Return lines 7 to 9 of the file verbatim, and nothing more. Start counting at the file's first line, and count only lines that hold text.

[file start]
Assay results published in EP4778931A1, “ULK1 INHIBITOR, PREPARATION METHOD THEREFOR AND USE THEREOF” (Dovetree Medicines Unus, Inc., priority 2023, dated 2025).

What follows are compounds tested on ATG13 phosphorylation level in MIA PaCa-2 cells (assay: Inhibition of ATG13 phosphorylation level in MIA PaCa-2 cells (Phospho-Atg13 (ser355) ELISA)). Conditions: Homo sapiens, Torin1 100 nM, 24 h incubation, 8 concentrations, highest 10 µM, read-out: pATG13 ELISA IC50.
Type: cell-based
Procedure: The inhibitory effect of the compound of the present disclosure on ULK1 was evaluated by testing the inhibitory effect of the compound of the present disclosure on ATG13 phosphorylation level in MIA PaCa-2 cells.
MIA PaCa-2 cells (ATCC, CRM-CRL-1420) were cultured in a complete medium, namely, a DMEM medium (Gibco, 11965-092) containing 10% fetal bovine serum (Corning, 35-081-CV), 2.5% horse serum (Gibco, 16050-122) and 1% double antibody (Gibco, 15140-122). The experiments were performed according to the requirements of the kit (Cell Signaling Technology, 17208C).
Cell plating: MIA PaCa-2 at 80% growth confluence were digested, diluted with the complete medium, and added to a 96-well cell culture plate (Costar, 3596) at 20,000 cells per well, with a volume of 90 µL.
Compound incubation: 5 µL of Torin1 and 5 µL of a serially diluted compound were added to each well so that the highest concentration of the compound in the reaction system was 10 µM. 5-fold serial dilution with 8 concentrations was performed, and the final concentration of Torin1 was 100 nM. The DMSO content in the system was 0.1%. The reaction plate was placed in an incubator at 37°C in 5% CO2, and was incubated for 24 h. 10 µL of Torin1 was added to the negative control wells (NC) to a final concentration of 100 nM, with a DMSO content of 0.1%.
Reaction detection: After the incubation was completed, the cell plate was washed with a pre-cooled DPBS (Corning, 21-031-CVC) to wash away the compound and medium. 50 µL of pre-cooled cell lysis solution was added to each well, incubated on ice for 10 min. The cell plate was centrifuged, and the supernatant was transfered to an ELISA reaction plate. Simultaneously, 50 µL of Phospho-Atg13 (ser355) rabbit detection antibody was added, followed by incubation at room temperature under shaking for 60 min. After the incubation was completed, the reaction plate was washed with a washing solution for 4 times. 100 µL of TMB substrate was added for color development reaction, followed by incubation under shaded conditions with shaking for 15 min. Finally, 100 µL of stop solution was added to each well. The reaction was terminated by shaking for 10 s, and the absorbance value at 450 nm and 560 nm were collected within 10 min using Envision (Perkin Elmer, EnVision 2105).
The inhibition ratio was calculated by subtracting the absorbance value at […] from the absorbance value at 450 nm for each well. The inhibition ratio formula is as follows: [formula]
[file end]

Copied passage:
Compound incubation: 5 µL of Torin1 and 5 µL of a serially diluted compound were added to each well so that the highest concentration of the compound in the reaction system was 10 µM. 5-fold serial dilution with 8 concentrations was performed, and the final concentration of Torin1 was 100 nM. The DMSO content in the system was 0.1%. The reaction plate was placed in an incubator at 37°C in 5% CO2, and was incubated for 24 h. 10 µL of Torin1 was added to the negative control wells (NC) to a final concentration of 100 nM, with a DMSO content of 0.1%.
Reaction detection: After the incubation was completed, the cell plate was washed with a pre-cooled DPBS (Corning, 21-031-CVC) to wash away the compound and medium. 50 µL of pre-cooled cell lysis solution was added to each well, incubated on ice for 10 min. The cell plate was centrifuged, and the supernatant was transfered to an ELISA reaction plate. Simultaneously, 50 µL of Phospho-Atg13 (ser355) rabbit detection antibody was added, followed by incubation at room temperature under shaking for 60 min. After the incubation was completed, the reaction plate was washed with a washing solution for 4 times. 100 µL of TMB substrate was added for color development reaction, followed by incubation under shaded conditions with shaking for 15 min. Finally, 100 µL of stop solution was added to each well. The reaction was terminated by shaking for 10 s, and the absorbance value at 450 nm and 560 nm were collected within 10 min using Envision (Perkin Elmer, EnVision 2105).
The inhibition ratio was calculated by subtracting the absorbance value at […] from the absorbance value at 450 nm for each well. The inhibition ratio formula is as follows: [formula]